FCA holds provider talks over pension wake-up packs reform

FCA logo new 3 620x430

The FCA is in talks with providers over radical simplifications to retirement wake-up packs in the wake of the pension freedoms.

In a wide-ranging consultation paper on communications in financial services, the regulator reiterates concerns that consumers are failing to shop around at retirement following the introduction of pension freedoms in April.

The FCA says: “We would like to see communications that raise consumers’ awareness of the right to, and the benefits of, shopping around. Many consumers have multiple pots of pension saving and understanding choices at retirement requires an appreciation of their total pension savings and how this relates to the tax and benefits systems and the state pension.

“We believe that this comparison would be substantially easier if communications and terminology were standardised.”

The FCA says it is in talks with providers about revamping at-retirement communications. Earlier this week, Money Marketing revealed LV= had begun a trial of a one-page ‘pensions passport’ document in place of traditional wake-up packs.

“We are currently discussing with providers how they can work with us to behaviourally test new at-retirement communications,” the FCA says.

“They will then be able to trial the information with customers and measure the impacts on our objectives. We hope that, by working in partnership with the FCA, providers can develop communications that substantially reduce the quantity of unnecessary information provided while focusing on the key information needed by consumers. We intend to learn from this testing to consult on a further strengthening of our rules on at-retirement communications in late 2016.”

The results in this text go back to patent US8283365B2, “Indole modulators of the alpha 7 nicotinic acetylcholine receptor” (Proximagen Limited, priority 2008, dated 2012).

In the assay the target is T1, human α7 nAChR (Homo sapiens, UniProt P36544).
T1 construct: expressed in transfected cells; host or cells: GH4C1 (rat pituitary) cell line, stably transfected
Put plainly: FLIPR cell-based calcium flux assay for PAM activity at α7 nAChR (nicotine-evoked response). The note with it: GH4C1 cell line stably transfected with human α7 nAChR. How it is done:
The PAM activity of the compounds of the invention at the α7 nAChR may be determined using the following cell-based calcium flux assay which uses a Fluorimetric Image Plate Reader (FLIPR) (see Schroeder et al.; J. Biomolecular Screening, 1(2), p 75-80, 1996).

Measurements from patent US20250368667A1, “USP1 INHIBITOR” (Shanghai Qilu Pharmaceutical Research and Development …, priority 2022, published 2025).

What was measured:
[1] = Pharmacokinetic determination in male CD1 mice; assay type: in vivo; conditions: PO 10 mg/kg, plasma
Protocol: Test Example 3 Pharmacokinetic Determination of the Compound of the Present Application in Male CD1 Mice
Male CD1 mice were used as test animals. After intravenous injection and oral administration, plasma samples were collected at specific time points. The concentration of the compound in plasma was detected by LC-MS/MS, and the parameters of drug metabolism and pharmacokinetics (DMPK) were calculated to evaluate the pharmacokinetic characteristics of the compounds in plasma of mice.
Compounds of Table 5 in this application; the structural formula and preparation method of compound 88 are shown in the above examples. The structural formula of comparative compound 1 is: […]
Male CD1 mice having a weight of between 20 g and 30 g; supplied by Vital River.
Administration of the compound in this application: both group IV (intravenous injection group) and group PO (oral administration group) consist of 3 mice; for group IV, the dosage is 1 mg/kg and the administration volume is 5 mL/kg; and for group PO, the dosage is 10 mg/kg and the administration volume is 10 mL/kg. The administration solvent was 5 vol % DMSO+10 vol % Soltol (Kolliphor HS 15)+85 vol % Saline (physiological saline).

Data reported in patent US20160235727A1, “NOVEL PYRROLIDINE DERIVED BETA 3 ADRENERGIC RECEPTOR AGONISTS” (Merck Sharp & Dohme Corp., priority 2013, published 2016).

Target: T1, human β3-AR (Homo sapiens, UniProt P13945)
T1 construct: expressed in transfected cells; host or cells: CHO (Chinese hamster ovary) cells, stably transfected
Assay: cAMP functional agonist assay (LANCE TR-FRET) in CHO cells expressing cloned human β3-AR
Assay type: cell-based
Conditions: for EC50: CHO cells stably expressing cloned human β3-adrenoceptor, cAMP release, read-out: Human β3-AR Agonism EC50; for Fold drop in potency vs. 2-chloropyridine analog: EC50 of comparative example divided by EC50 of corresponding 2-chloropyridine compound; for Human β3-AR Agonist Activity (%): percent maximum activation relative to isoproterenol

The FCA is also consulting on scrapping a number of disclosure documents which it says are ineffective or poorly understood by customers.

The regulator says it has identified sections of its handbook rules which “have not been as effective as we first envisaged in terms of informing consumers”. The FCA intends to consult on deleting these sections.

It says the sections include the consumer-friendly principles and practices of financial management, which is a disclosure document setting out providers’ approach to managing their with-profits business.

The regulator says: “Anecdotal evidence and previous reviews suggest that most consumers do not read the CFPPFM and, if they do, complex wording or superficial explanations inhibit understanding making the communication not as effective as first envisaged.”

The FCA also plans to ditch the initial disclosure document which mortgage and investment distributors can use if they wish to disclose their services and how much they cost. It says this “duplicates” information to consumers and firms adopt a “tick-box” approach to the document.

The FCA is also consulting on scrapping the short report document, a half-yearly post-sale disclosure produced by asset managers for investors in retail authorised funds.

The regulator says the document “may not meet the original aim of providing clear and focused information about the fund”.

Also in the paper, the FCA says that terms and conditions “typify consumers’ concerns about information complexity and overload”.

The regulator says that in many cases firms take an “over-disclosure” approach to terms and conditions with the aim of mitigating the risk of liability.

The FCA says: “Not only does this approach have implications for firms’ printing and distribution costs, but participants in our roundtables provided no compelling evidence that this was a successful risk-mitigation strategy.

“This approach all adds to consumer misunderstanding and consequently a lack of trust.”